From New Scientist:
IT IS midnight on 22 September 2012 and the skies above Manhattan are filled with a flickering curtain of colourful light. Few New Yorkers have seen the aurora this far south but their fascination is short-lived. Within a few seconds, electric bulbs dim and flicker, then become unusually bright for a fleeting moment. Then all the lights in the state go out. Within 90 seconds, the entire eastern half of the US is without power.
A year later and millions of Americans are dead and the nation’s infrastructure lies in tatters. The World Bank declares America a developing nation. Europe, Scandinavia, China and Japan are also struggling to recover from the same fateful event – a violent storm, 150 million kilometres away on the surface of the sun.
It sounds ridiculous. Surely the sun couldn’t create so profound a disaster on Earth. Yet an extraordinary report funded by NASA and issued by the US National Academy of Sciences (NAS) in January this year claims it could do just that.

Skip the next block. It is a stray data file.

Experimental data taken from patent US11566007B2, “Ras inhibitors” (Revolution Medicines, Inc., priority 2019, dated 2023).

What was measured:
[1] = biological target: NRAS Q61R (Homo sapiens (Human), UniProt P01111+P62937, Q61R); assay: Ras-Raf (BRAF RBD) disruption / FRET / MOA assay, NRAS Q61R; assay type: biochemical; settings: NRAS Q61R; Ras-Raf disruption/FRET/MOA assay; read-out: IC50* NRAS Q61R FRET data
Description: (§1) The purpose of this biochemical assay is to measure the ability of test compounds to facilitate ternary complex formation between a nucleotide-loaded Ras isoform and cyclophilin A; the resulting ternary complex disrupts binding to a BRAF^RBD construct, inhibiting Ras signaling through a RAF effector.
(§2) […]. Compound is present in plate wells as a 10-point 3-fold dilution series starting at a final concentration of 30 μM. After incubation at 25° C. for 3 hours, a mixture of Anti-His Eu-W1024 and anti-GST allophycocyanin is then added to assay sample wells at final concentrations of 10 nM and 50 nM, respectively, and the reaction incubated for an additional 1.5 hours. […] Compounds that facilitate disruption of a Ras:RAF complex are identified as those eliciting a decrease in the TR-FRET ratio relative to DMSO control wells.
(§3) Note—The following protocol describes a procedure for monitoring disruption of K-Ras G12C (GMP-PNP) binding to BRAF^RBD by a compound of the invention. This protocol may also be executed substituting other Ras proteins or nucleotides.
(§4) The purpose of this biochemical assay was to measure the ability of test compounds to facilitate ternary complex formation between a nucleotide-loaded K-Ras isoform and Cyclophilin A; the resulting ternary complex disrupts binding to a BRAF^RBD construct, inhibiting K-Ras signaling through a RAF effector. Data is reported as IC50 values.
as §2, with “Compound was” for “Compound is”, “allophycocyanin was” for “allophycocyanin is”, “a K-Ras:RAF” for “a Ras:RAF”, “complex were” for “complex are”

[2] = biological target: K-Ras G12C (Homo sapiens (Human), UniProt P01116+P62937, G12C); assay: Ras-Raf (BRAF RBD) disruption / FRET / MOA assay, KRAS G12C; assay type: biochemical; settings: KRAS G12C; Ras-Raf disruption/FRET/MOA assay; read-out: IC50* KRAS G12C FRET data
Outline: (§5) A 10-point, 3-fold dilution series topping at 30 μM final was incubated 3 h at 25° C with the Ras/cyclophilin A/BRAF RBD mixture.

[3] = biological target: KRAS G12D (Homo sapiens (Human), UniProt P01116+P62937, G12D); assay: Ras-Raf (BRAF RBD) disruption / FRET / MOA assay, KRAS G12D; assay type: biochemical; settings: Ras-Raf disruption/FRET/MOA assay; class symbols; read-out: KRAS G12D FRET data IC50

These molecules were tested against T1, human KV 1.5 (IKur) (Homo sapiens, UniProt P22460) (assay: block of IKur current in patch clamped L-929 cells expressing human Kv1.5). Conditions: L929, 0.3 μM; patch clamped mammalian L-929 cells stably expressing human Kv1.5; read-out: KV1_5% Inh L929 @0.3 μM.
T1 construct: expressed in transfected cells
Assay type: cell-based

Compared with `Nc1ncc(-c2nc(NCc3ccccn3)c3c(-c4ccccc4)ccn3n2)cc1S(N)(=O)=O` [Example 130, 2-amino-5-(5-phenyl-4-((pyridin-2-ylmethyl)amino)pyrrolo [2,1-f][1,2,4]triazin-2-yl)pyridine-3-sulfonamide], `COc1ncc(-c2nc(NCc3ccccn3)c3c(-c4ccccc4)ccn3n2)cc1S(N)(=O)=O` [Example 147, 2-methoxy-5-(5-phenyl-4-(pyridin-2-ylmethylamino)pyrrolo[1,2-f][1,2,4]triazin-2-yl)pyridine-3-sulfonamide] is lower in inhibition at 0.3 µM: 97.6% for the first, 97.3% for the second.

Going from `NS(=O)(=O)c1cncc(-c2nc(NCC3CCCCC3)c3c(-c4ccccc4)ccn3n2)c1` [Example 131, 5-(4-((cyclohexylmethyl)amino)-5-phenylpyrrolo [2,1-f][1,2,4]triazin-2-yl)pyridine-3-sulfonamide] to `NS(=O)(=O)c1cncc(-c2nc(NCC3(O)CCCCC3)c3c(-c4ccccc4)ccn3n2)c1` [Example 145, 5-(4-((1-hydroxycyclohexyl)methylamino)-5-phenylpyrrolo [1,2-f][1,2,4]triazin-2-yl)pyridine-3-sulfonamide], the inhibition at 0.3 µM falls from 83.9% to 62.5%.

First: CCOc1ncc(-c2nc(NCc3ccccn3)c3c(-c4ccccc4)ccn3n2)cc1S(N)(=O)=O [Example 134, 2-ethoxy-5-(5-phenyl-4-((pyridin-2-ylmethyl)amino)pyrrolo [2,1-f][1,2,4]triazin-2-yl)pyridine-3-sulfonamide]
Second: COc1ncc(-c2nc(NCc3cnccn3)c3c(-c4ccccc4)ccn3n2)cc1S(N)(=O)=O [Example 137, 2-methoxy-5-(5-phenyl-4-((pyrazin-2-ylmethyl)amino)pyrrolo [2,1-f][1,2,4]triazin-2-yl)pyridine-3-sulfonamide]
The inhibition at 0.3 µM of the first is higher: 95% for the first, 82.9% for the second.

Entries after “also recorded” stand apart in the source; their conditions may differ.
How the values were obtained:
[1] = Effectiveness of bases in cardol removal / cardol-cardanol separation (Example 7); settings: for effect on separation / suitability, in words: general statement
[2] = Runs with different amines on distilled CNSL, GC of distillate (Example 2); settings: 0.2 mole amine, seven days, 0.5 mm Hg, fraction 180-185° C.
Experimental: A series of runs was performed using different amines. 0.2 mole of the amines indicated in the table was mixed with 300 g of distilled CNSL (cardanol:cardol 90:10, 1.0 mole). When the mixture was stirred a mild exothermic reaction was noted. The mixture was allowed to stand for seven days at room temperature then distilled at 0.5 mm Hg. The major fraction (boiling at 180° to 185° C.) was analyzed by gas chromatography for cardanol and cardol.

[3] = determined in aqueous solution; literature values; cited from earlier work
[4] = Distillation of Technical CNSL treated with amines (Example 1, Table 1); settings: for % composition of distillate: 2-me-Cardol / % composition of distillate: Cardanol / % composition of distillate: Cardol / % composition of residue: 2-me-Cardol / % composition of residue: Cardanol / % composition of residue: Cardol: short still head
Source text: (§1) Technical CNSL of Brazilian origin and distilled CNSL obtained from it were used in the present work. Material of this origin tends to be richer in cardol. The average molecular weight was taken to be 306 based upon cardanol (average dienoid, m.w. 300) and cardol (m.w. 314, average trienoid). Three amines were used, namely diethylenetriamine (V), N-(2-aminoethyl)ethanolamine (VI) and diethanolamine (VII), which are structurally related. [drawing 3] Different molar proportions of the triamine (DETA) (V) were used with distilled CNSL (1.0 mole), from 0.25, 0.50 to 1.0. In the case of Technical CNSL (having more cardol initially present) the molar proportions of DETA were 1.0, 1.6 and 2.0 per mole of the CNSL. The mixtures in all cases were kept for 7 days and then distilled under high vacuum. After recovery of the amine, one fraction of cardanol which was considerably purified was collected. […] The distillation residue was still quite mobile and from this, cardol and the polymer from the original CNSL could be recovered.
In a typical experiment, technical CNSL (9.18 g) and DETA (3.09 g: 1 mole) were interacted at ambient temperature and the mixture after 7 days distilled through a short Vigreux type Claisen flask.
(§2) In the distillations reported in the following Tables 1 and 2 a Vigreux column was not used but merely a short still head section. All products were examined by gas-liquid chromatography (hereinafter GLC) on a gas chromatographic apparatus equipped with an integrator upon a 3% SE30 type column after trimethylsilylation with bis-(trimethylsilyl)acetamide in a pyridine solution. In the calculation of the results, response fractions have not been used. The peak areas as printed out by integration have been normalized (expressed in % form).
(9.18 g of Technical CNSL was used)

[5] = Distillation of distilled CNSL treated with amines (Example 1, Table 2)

Over the last few decades, western civilisations have busily sown the seeds of their own destruction. Our modern way of life, with its reliance on technology, has unwittingly exposed us to an extraordinary danger: plasma balls spewed from the surface of the sun could wipe out our power grids, with catastrophic consequences.
The projections of just how catastrophic make chilling reading. “We’re moving closer and closer to the edge of a possible disaster,” says Daniel Baker, a space weather expert based at the University of Colorado in Boulder, and chair of the NAS committee responsible for the report.